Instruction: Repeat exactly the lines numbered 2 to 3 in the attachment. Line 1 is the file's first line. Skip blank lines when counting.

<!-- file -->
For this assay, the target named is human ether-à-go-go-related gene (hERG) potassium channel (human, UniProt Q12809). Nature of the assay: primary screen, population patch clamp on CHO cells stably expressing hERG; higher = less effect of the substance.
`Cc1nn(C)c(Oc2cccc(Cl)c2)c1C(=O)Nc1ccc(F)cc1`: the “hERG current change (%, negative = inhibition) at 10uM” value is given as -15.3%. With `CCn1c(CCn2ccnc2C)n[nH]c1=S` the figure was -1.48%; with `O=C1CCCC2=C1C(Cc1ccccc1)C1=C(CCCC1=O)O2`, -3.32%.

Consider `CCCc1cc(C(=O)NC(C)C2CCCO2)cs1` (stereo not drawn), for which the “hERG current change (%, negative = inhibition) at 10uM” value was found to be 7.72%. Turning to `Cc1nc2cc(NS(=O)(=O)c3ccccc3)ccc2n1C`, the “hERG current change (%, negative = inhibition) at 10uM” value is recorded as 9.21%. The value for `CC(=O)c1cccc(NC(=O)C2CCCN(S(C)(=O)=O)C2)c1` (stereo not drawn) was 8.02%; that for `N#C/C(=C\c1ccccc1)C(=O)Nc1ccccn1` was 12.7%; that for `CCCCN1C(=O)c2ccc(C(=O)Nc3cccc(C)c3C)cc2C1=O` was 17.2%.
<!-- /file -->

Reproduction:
`Cc1nn(C)c(Oc2cccc(Cl)c2)c1C(=O)Nc1ccc(F)cc1`: the “hERG current change (%, negative = inhibition) at 10uM” value is given as -15.3%. With `CCn1c(CCn2ccnc2C)n[nH]c1=S` the figure was -1.48%; with `O=C1CCCC2=C1C(Cc1ccccc1)C1=C(CCCC1=O)O2`, -3.32%.

Consider `CCCc1cc(C(=O)NC(C)C2CCCO2)cs1` (stereo not drawn), for which the “hERG current change (%, negative = inhibition) at 10uM” value was found to be 7.72%. Turning to `Cc1nc2cc(NS(=O)(=O)c3ccccc3)ccc2n1C`, the “hERG current change (%, negative = inhibition) at 10uM” value is recorded as 9.21%. The value for `CC(=O)c1cccc(NC(=O)C2CCCN(S(C)(=O)=O)C2)c1` (stereo not drawn) was 8.02%; that for `N#C/C(=C\c1ccccc1)C(=O)Nc1ccccn1` was 12.7%; that for `CCCCN1C(=O)c2ccc(C(=O)Nc3cccc(C)c3C)cc2C1=O` was 17.2%.